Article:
The rock formations of Cappadocia, in central Turkey, are unlike any others on Earth. They’re not only strange natural sculptures, they have a human history that spans centuries. Millions of years ago, ash from erupting volcanoes slowly hardened to tufa, and that stone, eroded over time by wind and rain, became the erry, convoluted shapes I’m seeing today. The harder granite didn’t erode as easily, and the result was “fairy chimneys”–huge cones topped by granite boulders. But that’s only part of what has pulled me to Cappadocia. I’m marveling at the hundreds of dwellings and churches carved into cliffs, some still in use and even turned into cave hotels that tourists adore.
Turkey’s Goreme Open-Air Museum, about a mile from the village of Goreme, is a collection of cave churches carved out by Christian monks more than a thousand years ago. At this UNESCO World Heritage Site, I can see remnants of the Byzantine frescoes they painted on the stone, and the living and burial sites along hillside paths. There’s a fee to enter, and the best time to visit is early in the day (afternoon heat can be intense, and tour groups fill the place).
Then there are the underground cities, built and used from ancient times as protection from enemies. Early Christian churches began here, but even before that people were carving tunnels and spaces for living and storage. There are at least 36 of them in Cappadocia; the widest is Kaymakli and the deepest, nearly 280 feet underground, is Derinkuyu. Kaymakli goes down eight levels, four of them open to the public, with sloping passages and carved-out rooms and chapels around ventilation shafts. Thousands of people lived here with their animals, food from the crops they harvested, and wine. It is all quite amazing. The stony countryside seems dry and arid, but water streams in from surrounding mountains and creates fertile, life-supporting valleys.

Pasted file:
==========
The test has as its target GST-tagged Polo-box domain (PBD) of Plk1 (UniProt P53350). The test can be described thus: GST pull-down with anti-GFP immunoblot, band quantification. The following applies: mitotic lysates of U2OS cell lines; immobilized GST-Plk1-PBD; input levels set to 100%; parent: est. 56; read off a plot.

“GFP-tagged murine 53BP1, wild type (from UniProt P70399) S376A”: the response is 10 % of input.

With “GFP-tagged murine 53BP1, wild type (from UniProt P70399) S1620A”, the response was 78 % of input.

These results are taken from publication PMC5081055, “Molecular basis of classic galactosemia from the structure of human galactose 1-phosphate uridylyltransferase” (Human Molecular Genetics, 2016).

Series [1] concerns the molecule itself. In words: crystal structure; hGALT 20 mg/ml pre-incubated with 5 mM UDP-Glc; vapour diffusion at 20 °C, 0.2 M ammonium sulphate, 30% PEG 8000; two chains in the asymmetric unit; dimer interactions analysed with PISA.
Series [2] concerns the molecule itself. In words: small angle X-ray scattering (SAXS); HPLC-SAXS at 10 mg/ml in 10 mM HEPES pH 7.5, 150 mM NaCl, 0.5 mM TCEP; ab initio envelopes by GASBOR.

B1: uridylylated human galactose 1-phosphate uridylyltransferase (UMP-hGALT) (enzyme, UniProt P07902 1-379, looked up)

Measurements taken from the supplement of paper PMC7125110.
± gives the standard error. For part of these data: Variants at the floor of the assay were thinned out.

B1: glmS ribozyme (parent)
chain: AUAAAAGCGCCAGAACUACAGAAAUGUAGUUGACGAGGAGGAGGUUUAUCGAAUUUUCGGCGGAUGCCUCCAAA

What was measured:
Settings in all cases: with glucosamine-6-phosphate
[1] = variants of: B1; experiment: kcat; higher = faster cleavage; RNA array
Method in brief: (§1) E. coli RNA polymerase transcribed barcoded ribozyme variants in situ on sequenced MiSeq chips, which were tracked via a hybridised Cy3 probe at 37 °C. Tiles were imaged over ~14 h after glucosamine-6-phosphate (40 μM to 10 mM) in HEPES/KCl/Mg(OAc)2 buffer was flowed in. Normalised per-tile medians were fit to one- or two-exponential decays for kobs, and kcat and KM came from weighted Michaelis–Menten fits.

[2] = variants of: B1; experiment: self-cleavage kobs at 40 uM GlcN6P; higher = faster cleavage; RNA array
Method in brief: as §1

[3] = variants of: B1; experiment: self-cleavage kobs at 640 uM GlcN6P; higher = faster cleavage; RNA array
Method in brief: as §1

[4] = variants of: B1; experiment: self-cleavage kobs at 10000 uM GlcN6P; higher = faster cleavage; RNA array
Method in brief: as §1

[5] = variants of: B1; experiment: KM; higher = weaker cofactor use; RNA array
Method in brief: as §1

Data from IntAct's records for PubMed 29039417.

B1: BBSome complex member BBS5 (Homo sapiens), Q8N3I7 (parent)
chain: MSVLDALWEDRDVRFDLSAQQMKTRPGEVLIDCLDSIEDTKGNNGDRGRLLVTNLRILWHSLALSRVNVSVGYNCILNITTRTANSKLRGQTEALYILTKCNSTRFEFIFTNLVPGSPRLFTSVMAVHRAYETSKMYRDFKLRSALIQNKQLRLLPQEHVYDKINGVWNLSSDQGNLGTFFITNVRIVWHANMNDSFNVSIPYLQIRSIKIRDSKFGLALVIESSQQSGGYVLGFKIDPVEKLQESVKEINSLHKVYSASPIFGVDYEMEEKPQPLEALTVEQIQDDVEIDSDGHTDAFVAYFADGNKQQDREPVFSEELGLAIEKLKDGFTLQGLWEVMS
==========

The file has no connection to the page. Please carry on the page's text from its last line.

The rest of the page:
Relaxing by the pool at our hotel, Lykia Lodge Kapakokya, is a sharp and, I admit, pleasant contrast to crouching in underground tunnels, following the guide’s flashlight. Lykia Lodge, in a park setting outside the town of Nevsehir, is modern and comfortable, and I recommend it. There are tree-shaded lawns, a tennis court and playground, a full bar in the lounge, and a restaurant serving traditional regional dishes. The excellent morning buffet has every breakfast dish imaginable: yogurt, cereals, fresh and dried fruits, egg and meat dishes, pastries. The place is favored by groups, but don’t let that deter you. There’s plenty of room for all.
One thing I’m going to skip is the famous hot-air balloon ride over Cappadocia. I am told the views are spectacular, but I have trouble with adventures that involve rising before dawn. Maybe next time I’ll admire the fairy chimneys and twisted rocks from far above.